Victoria Edwards: Why is it important to you to support RMC`s Athletic Endowment Fund, which was named in honour of S109 Major Danny McLeod?
Fergus McLaughlin: I have been an active judoka since the age of 12 when I joined the YMCA. It has become important for me to support a fund for sport and I will tell you why. Everybody will agree that intellectual excellence is a noble objective, but to also strive for physical excellence is very difficult and impossible if you do not get help. At CMR I had the privilege of holding the position of team captain in 1968-1969. On weekends we would bus to Montreal for a quality lesson at the Hakudokan with Sensei Raymond Damblant, which would keep us busy the rest of the week. I wonder today how that was possible; who paid for these excursions? I hope to give today’s cadet the same kind of help. I appreciate the team work and training in judo from my days at the college, since it has allowed me to stay fit all these years. I am a little slower now and I protect my knees and ears. I like them healthy and normal looking, no cauliflower ears if you know what I mean. I am still doing judo at 62 years of age; they call me the old fox at the Jean Bosco club in Gatineau, because of all those sneaky manoeuvres I pull out of my bag of tricks.
Victoria Edwards: You enjoy hiking in the Mountains. Any lessons learned?
Fergus McLaughlin: It’s interesting how as a young student I was attracted to engineering, it suits me well. I realize that I am not answering you question just yet, but I will get there. I can spend hours and even days planning the finer details of a renovation or building project before even touching a tool. My wife says I need to get out more and socialize; she knows what she is talking about, she is a psychologist…
Nadine has always taken care of that aspect of our life. That explains why our hiking in far away places is most often in the company of psychologists. Being the only engineer comes in handy for the group during our expeditions and is very uplifting for me. Our hiking expeditions have taken us and three other couples with two guides to 5000 meters in the Aconcagua Mountains. Aconcagua is the highest mountain range on the American continents located in the mid-west of the Republic of Argentina, Province of Mendoza. We reached the top of Franke Mountain on New Year’s Day 2009. The mountaineering challenges were not only of extreme altitude; there were also high winds, scree, snow slopes, and penetentes. We were fit and ready to go higher, according to our guides, but we left it for another time. In 2010 the same group travelled to Europe where we completed a twenty-two day hike at 2-3000 meters in Monte Viso, a mountain in the Cottian Alps in Italy close to the French border. We hiked ten hours a day carrying medium packs of tents, food, bedding and clothes. Unlike Aconcagua we didn’t need to adjust to the lower oxygen environment found at high altitude and there was no danger of altitude-related illnesses. Monte Viso 3841 m (12,600 ft.), isn’t as high as the Aconcagua Mountains 6,959 m (22,834 ft.). We would like the next mountaineering challenge to be Mount Kilimanjaro, Africa’s highest mountain in Tanzania. Depending on the route, you can hike all the way to the summit 19,335.6 ft (5,895 m). The accommodation is in huts and tents and the scenery is spectacular.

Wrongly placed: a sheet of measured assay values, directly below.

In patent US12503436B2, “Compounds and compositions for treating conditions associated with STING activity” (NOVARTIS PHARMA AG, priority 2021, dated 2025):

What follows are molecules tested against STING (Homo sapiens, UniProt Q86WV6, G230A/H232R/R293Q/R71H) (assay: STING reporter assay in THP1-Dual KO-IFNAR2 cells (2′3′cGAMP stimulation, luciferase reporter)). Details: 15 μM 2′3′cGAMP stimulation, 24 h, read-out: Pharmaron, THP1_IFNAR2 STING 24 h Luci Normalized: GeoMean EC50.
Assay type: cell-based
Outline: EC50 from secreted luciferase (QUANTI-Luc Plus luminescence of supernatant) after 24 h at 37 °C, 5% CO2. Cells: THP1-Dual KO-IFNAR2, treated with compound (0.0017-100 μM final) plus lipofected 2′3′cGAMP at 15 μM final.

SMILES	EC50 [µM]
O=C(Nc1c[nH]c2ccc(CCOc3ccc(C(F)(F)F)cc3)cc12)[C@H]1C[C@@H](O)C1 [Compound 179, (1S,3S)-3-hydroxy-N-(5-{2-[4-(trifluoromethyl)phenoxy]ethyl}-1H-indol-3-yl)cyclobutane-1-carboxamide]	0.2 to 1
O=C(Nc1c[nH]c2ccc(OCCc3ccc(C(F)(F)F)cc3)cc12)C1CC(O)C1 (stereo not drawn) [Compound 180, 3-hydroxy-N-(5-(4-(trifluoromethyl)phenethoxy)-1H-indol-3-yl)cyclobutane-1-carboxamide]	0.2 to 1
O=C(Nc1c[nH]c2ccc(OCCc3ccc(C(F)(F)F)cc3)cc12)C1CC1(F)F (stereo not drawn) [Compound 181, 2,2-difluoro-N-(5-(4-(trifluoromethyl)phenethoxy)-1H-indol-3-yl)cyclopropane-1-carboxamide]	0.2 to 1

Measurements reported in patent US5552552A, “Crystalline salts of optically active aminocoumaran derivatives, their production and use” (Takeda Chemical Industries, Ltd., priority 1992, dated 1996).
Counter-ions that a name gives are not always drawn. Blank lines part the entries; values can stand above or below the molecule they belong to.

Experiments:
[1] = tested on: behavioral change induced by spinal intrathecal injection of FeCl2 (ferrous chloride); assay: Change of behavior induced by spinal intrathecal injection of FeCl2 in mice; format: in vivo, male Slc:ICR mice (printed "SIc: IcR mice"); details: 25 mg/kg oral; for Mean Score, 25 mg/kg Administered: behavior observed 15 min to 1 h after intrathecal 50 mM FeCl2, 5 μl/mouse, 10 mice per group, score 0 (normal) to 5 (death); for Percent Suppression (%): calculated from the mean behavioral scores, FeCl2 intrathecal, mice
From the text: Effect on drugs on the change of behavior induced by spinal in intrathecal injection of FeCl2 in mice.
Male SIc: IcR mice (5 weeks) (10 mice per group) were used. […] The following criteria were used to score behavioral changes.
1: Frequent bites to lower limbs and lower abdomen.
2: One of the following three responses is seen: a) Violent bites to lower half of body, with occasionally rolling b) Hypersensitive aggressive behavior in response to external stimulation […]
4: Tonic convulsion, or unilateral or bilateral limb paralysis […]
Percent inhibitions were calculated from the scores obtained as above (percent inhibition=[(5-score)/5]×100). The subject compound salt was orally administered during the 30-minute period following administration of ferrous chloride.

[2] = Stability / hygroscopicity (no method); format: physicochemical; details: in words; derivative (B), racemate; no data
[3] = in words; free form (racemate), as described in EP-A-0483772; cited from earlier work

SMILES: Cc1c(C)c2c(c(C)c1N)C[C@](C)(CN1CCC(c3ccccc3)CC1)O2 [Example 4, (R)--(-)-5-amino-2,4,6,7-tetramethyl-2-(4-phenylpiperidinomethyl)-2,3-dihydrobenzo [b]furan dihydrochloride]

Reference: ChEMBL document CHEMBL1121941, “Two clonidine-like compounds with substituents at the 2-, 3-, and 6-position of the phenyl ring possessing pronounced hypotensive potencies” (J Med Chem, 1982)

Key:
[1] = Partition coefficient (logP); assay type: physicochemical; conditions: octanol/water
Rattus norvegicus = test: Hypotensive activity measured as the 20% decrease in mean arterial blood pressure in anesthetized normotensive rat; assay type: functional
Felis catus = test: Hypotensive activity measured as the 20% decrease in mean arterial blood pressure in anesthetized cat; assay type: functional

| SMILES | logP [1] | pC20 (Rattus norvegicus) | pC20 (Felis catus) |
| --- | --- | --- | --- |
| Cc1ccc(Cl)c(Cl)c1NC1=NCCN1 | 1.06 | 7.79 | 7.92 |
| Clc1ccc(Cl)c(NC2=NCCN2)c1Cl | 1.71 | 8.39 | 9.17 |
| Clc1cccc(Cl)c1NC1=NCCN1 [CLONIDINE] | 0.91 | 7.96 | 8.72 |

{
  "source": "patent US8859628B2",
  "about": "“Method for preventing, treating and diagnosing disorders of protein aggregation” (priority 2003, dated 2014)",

Victoria Edwards: You are a member of a group training for the Saint-Jacques-de-Compostelle pilgrims’ route in Spain and France.
Fergus McLaughlin: With its 1600kms, Le Puy en Velay’s Road is the road of a Christian pilgrimage past numerous holy places (churches, sanctuaries). Pilgrims have been taking the route since the 10th century. The group I train with meets in the summer in Jacques Cartier Park in Gatineau. We start walking flat paths of 8 km along the canal and build to 20 km and more up into the Gatineau hills.
Our aim at e-Veritas is to conduct one-on-one interviews with all 15 participants (in no particular order) over the next few months of e-Veritas editions.
Class of 1960 4815 Mike Jackson
Class of 1960 H4860 John de Chastelain
Class of 1963 5893 Tom Gee
Class of 1968 H7543 Joe Day
Class of 1971 8684 Peter Holt
Class of 1971 8725 Fergus McLaughlin
Class of 1971 8788 Geoff Bennett
Class of 1971 8816 Marius Grinius
Class of 1971 8833 John Leggat
Class of 1971 8926 Ray Hook
Class of 1972 9143 Bruce McAlpine
Class of 1983 M0288 Roxanne Rees
Class of 1986 15414 Catherine Paquet-Rivard
Class of 1997 20800 Cindy McAlpine
Class of 2002 22461 Claire Bramma